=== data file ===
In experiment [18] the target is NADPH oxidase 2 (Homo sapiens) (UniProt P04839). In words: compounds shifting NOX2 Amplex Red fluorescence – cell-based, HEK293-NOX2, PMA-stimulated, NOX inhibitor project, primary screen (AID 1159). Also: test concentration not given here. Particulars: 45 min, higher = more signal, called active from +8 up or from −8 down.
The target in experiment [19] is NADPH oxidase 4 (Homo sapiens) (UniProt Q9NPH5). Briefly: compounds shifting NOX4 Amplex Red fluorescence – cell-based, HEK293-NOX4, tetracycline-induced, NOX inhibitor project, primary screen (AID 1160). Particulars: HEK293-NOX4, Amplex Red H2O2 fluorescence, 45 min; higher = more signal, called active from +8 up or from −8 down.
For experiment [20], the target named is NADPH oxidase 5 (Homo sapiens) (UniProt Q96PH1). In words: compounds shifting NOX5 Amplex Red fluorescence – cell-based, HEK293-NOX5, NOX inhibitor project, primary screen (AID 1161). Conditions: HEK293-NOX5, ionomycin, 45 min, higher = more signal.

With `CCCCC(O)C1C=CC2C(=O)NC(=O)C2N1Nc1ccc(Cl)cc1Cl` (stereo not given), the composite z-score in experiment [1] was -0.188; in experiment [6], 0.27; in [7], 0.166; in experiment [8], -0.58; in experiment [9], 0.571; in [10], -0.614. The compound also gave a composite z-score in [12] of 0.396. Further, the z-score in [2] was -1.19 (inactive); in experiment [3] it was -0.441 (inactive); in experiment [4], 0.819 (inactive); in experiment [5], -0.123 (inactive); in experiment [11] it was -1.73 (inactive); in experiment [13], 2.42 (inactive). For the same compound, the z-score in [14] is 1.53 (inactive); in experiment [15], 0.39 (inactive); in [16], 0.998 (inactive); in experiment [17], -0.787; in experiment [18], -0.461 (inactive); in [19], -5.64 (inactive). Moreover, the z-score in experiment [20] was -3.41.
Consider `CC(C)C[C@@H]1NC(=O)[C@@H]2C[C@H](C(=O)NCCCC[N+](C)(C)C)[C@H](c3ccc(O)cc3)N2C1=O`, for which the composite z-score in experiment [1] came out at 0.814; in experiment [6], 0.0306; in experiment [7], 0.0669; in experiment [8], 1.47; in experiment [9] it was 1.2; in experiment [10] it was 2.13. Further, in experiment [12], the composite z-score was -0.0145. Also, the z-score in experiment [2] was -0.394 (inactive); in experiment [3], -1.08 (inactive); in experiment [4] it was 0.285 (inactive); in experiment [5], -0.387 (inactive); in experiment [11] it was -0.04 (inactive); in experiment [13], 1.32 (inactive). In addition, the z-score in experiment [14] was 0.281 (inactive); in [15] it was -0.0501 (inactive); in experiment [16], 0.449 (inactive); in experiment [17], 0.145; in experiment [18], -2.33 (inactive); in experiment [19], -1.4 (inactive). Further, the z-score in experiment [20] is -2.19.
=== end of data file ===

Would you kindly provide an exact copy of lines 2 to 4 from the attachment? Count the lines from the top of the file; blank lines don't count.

The target in experiment [19] is NADPH oxidase 4 (Homo sapiens) (UniProt Q9NPH5). Briefly: compounds shifting NOX4 Amplex Red fluorescence – cell-based, HEK293-NOX4, tetracycline-induced, NOX inhibitor project, primary screen (AID 1160). Particulars: HEK293-NOX4, Amplex Red H2O2 fluorescence, 45 min; higher = more signal, called active from +8 up or from −8 down.
For experiment [20], the target named is NADPH oxidase 5 (Homo sapiens) (UniProt Q96PH1). In words: compounds shifting NOX5 Amplex Red fluorescence – cell-based, HEK293-NOX5, NOX inhibitor project, primary screen (AID 1161). Conditions: HEK293-NOX5, ionomycin, 45 min, higher = more signal.

With `CCCCC(O)C1C=CC2C(=O)NC(=O)C2N1Nc1ccc(Cl)cc1Cl` (stereo not given), the composite z-score in experiment [1] was -0.188; in experiment [6], 0.27; in [7], 0.166; in experiment [8], -0.58; in experiment [9], 0.571; in [10], -0.614. The compound also gave a composite z-score in [12] of 0.396. Further, the z-score in [2] was -1.19 (inactive); in experiment [3] it was -0.441 (inactive); in experiment [4], 0.819 (inactive); in experiment [5], -0.123 (inactive); in experiment [11] it was -1.73 (inactive); in experiment [13], 2.42 (inactive). For the same compound, the z-score in [14] is 1.53 (inactive); in experiment [15], 0.39 (inactive); in [16], 0.998 (inactive); in experiment [17], -0.787; in experiment [18], -0.461 (inactive); in [19], -5.64 (inactive). Moreover, the z-score in experiment [20] was -3.41.